saint lucia's day: post scriptum. swedish christmas #2

For Swedes Saint Lucia's Day is the beginning of Christmas season. As a northern nation, they deal with darkness in winter for much longer time than other parts of Europe. About the Lucia herself and how tradition of her came to Scandinavia you can read here, and today let's take a look how the celebration looks today, even in the furthest part of the world. Food and music waits! I will intermingle the text with some pictures from Lund during the Christmas time.



In the previous text I mentioned that Swedes organise contests for Lucia, both on the local and the national level. The tradition was for the oldest girl in the family to impersonate Lucia, but today it doesn't have to be the case. For one event one Lucia is chosen, but there are many processions, held in schools or arranged by the town councils, so many girls can have their chance. Lucia stands out by wearing a white dress (symbol for purity and virginity or as Christian's baptismal robe), red sash around her waist (symbol for the blood of the martyrdom), crown made of lingonberry leaves (it is the most popular berry in Sweden, if you have ever eaten Swedish meatballs you know why), decorated with candles (or just Christmas lights; security reasons take away most of the fun, as usual). The candles make the biggest difference, as all the others participants wear white clothes as well. Girls can have either silver crowns or those made of lingonberry leaves, but with no candles in it. Boys, on the other hand, have silver pointy hats on their heads and wands with stars on them - stjärngossar, star boys. They have a song or two of their own. Usually it is Staffan Stalledräng, which tells the story about Saint Stephan, the first Christian martyr, who was stoned to death. It is not unusual to bear candles by them attendees. You can also spot other kids, dressed as tomtar, gnomes, carrying lanterns or gingerbread men.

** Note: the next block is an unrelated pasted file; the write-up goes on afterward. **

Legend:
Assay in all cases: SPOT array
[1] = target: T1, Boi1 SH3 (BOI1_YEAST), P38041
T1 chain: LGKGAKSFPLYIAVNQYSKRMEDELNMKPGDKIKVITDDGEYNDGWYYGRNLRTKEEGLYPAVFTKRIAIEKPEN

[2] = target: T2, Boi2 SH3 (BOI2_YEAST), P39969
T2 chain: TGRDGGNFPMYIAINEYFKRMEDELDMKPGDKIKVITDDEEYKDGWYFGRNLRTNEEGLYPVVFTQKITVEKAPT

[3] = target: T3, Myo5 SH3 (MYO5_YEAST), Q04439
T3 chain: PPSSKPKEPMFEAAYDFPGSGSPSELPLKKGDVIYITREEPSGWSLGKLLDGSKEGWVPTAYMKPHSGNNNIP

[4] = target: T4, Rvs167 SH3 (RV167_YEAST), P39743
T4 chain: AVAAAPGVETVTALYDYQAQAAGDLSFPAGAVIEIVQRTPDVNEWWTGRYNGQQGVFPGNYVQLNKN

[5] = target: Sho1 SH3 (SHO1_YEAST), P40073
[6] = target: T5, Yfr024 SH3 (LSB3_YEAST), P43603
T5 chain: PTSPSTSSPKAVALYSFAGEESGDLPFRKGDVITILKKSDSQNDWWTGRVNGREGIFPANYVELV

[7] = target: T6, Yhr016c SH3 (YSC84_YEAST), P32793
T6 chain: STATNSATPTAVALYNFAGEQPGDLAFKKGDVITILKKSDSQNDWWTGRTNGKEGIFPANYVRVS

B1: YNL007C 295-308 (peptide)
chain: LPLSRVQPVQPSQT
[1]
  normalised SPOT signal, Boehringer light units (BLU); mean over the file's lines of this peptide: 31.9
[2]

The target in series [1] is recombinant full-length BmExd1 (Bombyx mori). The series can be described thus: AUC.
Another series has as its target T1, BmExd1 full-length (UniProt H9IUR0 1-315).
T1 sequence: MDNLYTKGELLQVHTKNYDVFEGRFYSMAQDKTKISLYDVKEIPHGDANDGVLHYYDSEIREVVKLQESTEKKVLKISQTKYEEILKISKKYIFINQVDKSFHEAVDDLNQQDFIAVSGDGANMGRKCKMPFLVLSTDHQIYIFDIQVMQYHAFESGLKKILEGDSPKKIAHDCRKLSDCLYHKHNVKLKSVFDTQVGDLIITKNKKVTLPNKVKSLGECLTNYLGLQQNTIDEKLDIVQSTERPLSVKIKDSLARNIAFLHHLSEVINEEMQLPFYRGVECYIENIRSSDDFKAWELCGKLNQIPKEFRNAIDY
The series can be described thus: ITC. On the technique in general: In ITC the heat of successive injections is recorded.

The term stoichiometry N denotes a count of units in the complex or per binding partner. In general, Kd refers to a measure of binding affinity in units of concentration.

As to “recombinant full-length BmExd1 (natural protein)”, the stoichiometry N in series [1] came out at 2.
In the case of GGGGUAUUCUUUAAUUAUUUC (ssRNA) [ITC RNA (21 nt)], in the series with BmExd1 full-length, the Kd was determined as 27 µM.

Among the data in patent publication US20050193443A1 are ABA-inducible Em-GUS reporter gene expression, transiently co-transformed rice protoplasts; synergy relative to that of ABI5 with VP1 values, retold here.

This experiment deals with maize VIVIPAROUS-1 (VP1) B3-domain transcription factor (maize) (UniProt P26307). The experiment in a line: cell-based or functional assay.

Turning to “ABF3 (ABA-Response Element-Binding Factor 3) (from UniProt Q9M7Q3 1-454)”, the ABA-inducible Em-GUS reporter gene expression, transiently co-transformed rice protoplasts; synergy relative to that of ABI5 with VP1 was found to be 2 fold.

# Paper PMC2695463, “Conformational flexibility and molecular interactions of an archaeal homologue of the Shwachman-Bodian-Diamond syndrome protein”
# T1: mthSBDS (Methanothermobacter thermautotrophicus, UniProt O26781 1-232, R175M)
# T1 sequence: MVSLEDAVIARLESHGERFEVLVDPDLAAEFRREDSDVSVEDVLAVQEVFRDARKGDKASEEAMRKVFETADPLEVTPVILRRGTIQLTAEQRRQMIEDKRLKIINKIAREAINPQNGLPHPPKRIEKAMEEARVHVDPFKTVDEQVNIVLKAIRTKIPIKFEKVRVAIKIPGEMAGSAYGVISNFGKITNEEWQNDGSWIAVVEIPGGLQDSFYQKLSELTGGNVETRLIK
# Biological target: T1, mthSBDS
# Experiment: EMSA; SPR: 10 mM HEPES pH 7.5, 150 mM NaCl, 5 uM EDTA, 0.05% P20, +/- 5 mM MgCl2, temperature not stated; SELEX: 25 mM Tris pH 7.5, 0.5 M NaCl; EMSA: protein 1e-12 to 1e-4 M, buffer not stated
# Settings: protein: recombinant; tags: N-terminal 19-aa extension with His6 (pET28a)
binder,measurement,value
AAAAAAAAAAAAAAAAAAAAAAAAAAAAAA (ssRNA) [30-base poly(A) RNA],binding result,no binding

Below you can listen to one of the traditional songs performed during Saint Lucia's Day (sorry for the quality).



On the day of Saint Lucia there are two essentials to be consumed. The baking is especially connected to Lucia and it's called Lussekatter. They are special Lucia buns made with saffron. They are accompanied by glögg, hot spiced wine. The buns are the tastiest on the day of their baking, but they can be frozen and still taste fine later. Their name in Polish is "the eyes of Saint Lucia" and they form in general refers to one of the variations of the legend about Lucia, in which the girl gouged her eyes out. So yummy to eat something resembling them, right?

If you are in Sicily on Saint Lucia's Day, you might eat their traditional dish. Sicilians eat whole grains instead of bread on December 13th as a legend holds that a local famine ended on the day of Lucia's feast, when ship loaded with grain entered the harbour. It is not as horrible as it sounds, actually grains can be pretty tasty (okay, it depends on a person), especially when added ricotta, honey and some berries. It might sound familiar to one of Polish traditional Christmas dishes, but mostly due to the name (Italian cuccia and Polish kutia) and the presence of the wheat grains.